I go in the other room and play a game of Sequence with my wife and return to find my world turned upside down. What the Heck happened?! Now that I've gotten the hyperventilating under control and have wiped the spittle off the keyboard and screen, I'll try to offer a slightly reasoned reaction.
I must admit I'm pretty much still in shock. If my reasoning is a bit flaky and lacks cohesion, please forgive.
First the small stuff, if you don't trade bigs with potential for smalls, how can you trade them for nothing, well a future second round draft pick.
O.K. granted Hody was a feel-good inherently flawed four with too little size, hops, length, agility, and a perilously low launch-point on his shot. But Semih Erden had legitimate size, aggression, mobility, and coordination. He also had some actual low post moves, looked comfortable shooting the 12 footer (at least in warmups), and seemed to have made some real progress. Surely it would be worth taking a look at how he developed and could play when healthy. But he wasn't healthy and I think he was the price for getting a pick in the deal since Harrangody's value had to be about zero. I could understand needing a roster spot but Marquis sale to Sac opened a spot. So there must have been a need for two spots--it doesn't make sense to draw a final conclusion about this deal until the roster plays out. Well at least the 2013 2nd rounder is Minny's and should be pretty high.
I've liked Green, felt his natural position is SF, and believe he has been playing PF as an accommodation to Durant. With Jeff I think we have our starter quality swing man to follow Pierce/Allen and stretch their careers by spelling each. He gives us size to defend primary scoring swingmen and may also be a check for the stretch four's like Nowitzki. Kristic was a name I thought the Celtics should be willing to explore when he returned from injury/overseas. True he doesn't have a reputation for rebounding or defense but we've seen others blossom with unrecognized capabilities in the Celtics' system. He does offer a similar offensive midrange threat as Garnett and Big Baby. What he doesn't have is much of a post-up threat (but neither did Perk) nor the nasty disposition to make the paint an unfriendly area.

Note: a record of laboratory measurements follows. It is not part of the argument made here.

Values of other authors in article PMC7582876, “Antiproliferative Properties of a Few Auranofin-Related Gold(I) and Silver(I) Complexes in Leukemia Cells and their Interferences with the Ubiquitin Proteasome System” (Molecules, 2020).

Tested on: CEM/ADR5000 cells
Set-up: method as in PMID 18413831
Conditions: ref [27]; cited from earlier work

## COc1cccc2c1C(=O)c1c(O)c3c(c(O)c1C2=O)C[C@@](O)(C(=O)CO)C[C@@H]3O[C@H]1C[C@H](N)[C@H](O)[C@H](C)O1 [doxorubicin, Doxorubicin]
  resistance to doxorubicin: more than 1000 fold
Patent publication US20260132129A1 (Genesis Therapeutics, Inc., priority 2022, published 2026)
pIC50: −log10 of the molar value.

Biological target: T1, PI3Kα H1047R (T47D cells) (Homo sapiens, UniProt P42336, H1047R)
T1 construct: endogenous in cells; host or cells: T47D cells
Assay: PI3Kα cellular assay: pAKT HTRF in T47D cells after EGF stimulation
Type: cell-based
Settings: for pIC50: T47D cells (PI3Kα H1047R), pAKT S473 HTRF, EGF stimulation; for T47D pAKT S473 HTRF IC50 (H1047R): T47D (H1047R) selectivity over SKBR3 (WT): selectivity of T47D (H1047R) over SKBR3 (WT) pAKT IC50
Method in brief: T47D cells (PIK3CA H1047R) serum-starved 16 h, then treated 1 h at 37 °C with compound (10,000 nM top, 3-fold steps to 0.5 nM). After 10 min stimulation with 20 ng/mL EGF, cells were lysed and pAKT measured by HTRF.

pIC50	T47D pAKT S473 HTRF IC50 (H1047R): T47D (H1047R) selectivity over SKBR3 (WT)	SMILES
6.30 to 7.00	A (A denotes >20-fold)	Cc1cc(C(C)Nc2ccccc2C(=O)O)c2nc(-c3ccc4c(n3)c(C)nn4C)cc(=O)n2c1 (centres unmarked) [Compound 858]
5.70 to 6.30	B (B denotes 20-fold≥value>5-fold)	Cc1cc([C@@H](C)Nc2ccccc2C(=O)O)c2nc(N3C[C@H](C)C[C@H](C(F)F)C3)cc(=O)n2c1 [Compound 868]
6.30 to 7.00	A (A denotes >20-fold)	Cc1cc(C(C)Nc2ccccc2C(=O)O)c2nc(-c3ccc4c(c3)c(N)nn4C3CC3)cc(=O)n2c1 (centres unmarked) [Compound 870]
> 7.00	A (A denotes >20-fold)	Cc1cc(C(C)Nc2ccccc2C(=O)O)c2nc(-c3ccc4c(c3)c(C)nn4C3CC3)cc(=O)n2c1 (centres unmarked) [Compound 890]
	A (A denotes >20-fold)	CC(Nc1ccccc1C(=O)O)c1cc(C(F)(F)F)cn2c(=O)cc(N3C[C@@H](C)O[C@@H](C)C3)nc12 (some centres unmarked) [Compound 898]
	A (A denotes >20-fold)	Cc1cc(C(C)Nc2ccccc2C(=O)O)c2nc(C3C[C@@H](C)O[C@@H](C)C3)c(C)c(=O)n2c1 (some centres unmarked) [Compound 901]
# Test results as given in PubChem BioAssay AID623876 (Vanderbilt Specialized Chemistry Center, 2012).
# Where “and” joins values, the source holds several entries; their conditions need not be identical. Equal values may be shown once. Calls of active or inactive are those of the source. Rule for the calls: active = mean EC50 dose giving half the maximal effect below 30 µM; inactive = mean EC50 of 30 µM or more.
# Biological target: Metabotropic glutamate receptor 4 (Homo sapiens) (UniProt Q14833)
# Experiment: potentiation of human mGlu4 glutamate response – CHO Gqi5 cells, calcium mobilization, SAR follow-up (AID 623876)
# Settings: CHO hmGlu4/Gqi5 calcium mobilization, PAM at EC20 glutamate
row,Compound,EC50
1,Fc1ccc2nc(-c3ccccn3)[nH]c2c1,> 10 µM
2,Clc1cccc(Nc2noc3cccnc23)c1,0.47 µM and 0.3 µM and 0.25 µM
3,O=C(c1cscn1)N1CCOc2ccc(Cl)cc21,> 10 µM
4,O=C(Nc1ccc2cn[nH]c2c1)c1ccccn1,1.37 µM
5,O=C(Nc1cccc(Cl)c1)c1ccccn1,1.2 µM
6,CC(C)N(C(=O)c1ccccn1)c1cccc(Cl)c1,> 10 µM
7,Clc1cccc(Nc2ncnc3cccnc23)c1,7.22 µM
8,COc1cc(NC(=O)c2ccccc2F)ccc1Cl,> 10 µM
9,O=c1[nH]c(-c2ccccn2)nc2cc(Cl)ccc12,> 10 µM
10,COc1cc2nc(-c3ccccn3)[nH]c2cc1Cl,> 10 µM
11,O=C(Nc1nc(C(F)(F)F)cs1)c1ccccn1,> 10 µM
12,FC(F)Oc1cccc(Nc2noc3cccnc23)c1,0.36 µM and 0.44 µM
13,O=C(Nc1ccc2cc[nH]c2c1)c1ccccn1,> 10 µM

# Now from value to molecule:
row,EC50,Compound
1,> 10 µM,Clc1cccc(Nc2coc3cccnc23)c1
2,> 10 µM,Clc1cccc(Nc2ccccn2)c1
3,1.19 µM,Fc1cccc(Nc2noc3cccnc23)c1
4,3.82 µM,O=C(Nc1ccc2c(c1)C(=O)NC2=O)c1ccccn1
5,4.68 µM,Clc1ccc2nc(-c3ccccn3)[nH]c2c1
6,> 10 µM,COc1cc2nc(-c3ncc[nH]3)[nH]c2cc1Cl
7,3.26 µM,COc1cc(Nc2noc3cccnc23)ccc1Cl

Where I think the Celtics will feel Perk's loss the most, however, is in the comfort zone of the offensive and defensive schemes. The collective sigh of relief when Perk returned and the first team could run the entire offense seamlessly and the players-on-a-string of the defense was back to its well-oiled efficient best. That's out the window and it remains to be seen how much can be recovered with the new guys in the remaining 10 weeks of the regular season. I think Green will fit right in. I have no idea about Kristic, nor about the remaining PTBNL (Players to be named later).
Nate I have always considered to be of best value as trade bait. Unfortunately his value hasn't appreciated and he ends up being salary balance in this deal. I hate losing Perk (and I'm sure FLCeltsFan is apoplectic) but one question had to be whether he was re-signable for $30/4 rather than $40/4. I would have been happy with him playing his whole career in Boston. Danny had to decide whether he was destined to be a rental due to cost and if so, could he sell high rather than losing him for nothing.
One thing our green tinted lenses obscure are the flaws in our heroes. Perkins has come a long way from the Pillsbury dough boy our of high school to the cut enforcer on a championship team. His value as a defensive stalwart has outweighed his limitations on offense. However two entirely correctable drawbacks have never been overcome--moving picks and gathering before shots. These weaknesses along with his lack of a face up game have hurt his effectiveness. I've even, partially in jest, offered a suggestion of a doggie-training collar to curb these tendencies. So as we cringe at his loss, lets try to think realistically.